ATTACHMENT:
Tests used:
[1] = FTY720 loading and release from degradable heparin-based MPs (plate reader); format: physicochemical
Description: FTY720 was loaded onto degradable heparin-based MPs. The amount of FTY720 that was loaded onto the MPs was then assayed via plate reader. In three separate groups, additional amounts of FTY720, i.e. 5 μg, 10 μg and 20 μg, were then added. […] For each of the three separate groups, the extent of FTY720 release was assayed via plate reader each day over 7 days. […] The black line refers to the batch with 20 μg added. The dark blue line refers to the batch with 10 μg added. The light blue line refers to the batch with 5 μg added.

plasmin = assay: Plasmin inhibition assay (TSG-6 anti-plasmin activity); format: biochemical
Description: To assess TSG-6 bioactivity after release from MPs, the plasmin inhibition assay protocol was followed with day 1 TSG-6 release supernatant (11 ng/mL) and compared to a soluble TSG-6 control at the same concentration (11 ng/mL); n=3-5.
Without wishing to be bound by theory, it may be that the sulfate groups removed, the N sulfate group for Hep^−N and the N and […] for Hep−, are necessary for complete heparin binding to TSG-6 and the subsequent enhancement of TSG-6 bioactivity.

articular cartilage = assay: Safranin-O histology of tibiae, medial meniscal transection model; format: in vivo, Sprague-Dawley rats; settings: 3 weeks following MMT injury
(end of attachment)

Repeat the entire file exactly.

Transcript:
Tests used:
[1] = FTY720 loading and release from degradable heparin-based MPs (plate reader); format: physicochemical
Description: FTY720 was loaded onto degradable heparin-based MPs. The amount of FTY720 that was loaded onto the MPs was then assayed via plate reader. In three separate groups, additional amounts of FTY720, i.e. 5 μg, 10 μg and 20 μg, were then added. […] For each of the three separate groups, the extent of FTY720 release was assayed via plate reader each day over 7 days. […] The black line refers to the batch with 20 μg added. The dark blue line refers to the batch with 10 μg added. The light blue line refers to the batch with 5 μg added.

plasmin = assay: Plasmin inhibition assay (TSG-6 anti-plasmin activity); format: biochemical
Description: To assess TSG-6 bioactivity after release from MPs, the plasmin inhibition assay protocol was followed with day 1 TSG-6 release supernatant (11 ng/mL) and compared to a soluble TSG-6 control at the same concentration (11 ng/mL); n=3-5.
Without wishing to be bound by theory, it may be that the sulfate groups removed, the N sulfate group for Hep^−N and the N and […] for Hep−, are necessary for complete heparin binding to TSG-6 and the subsequent enhancement of TSG-6 bioactivity.

articular cartilage = assay: Safranin-O histology of tibiae, medial meniscal transection model; format: in vivo, Sprague-Dawley rats; settings: 3 weeks following MMT injury